Some people who are on testosterone therapy report the incidence of edema or abnormal water or fluid retention. This may be either localized (edema that takes place in certain areas such as the lower extremities – the legs, feet or ankles – or arms or hands) or generalized (affecting most of the body). How is this possible and how does testosterone water retention take place?
In a nutshell, some kinds of testosterone therapy can result in liver damage, and organ damage or failure is known to result in edema in many cases. Let’s look at all this in greater detail.
Firstly, testosterone is a steroid hormone that is secreted by male testes and female ovaries. For both sexes, it is an extremely important hormone, but most especially for men, because it has a key role in maintaining male health. That said, it has benefits for women as well, even though testosterone is present in far less quantities in the female body. When testosterone levels in adults decline, especially for men who are aging (although this also happens with men who have lost their testes to cancer or other causes), sexual potency decreases, muscle mass and strength lessens, body fat increases, and skin thickens. In addition, many of the secondary sexual characteristics of men depend on testosterone levels – facial hair, thicker skin and so on and so forth – so when these levels plummet, these characteristics may begin to be lost or even to reverse in some cases.
Fortunately for those suffering this condition, artificial testosterone therapy, more properly known as androgen replacement therapy, is available. Artificial androgens like nadrolone are ingested via tablet or pill, injected into fat or muscle, spread on using creams, or applied using patches. Those who receive such therapy report increased well-being and muscle mass, heightened libido, and other such benefits that can slow down or retard the effects of aging, and can even have positive effects for athletes.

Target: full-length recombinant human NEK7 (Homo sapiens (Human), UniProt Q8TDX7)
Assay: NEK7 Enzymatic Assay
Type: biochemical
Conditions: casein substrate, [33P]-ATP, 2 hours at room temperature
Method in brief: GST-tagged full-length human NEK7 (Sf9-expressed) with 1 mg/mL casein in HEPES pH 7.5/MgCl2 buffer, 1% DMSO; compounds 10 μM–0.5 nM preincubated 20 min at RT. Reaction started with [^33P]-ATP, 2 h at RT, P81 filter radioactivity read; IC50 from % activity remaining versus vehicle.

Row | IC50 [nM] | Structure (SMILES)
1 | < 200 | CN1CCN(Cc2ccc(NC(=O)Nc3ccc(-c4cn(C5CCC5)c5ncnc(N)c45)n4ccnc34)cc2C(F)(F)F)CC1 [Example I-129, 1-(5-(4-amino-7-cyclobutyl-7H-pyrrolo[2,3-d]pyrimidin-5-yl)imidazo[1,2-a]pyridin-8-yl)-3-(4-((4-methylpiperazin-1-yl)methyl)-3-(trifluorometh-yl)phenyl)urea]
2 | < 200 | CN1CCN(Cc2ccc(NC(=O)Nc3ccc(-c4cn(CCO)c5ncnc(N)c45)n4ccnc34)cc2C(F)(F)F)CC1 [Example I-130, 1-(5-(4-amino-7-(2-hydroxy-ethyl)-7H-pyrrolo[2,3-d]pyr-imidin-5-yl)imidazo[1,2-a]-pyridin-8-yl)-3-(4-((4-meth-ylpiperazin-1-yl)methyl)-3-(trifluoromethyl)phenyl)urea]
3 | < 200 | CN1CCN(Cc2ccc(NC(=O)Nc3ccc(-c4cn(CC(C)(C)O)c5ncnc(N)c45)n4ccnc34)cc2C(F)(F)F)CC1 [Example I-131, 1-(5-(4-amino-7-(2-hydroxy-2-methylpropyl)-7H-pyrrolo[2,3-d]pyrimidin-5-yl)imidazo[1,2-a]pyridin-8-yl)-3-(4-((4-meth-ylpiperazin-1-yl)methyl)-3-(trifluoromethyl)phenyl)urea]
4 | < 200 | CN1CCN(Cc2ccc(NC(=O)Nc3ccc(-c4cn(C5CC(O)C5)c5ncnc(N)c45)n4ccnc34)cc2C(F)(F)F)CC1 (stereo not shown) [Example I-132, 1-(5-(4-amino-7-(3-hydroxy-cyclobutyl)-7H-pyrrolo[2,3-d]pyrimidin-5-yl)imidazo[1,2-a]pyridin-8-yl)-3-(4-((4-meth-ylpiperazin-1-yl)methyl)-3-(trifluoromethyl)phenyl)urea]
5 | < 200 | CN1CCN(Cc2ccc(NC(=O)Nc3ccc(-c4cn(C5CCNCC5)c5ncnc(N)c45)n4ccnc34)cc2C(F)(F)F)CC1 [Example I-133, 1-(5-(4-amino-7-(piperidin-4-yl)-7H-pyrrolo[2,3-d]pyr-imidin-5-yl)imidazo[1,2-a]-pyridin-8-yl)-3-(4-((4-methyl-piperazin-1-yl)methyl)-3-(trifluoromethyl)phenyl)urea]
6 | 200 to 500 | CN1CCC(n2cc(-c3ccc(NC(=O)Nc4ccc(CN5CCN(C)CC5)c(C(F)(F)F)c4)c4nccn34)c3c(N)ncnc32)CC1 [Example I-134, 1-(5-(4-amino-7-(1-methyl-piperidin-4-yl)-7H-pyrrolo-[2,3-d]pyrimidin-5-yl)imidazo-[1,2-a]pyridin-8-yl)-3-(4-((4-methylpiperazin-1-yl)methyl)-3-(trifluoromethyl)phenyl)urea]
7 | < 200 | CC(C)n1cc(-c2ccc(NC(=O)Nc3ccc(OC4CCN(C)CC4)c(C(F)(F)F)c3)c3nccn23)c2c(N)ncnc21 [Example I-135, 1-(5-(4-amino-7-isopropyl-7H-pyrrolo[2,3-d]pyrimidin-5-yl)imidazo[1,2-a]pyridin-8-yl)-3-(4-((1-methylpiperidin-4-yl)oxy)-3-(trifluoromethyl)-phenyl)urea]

However, there can be some side effects of androgen replacement therapy, and the one we are concerned with here, the root cause of this testosterone water retention, is liver damage. This is a relatively less common side effect and is associated with androgens or testosterone that are ingested orally in the form of pills or tablets. In a nutshell, these tablets or pills can sometimes lead to liver injury and bile flow from the liver to the duodenum cannot take place – a condition known as cholestasis. And with liver damage can come edema, water retention and bloating – whether localized or generalized (in more severe cases).
Testosterone water retention is not irreversible. It can be dealt with by treatment via a doctor, and by adjustments in the amount and/or the frequency of the testosterone or androgen replacement being administered. This is why it is always best to see one’s doctor whenever one has an edema, as the root cause of such conditions needs to be determined and dealt with just in case it is something as serious as liver damage.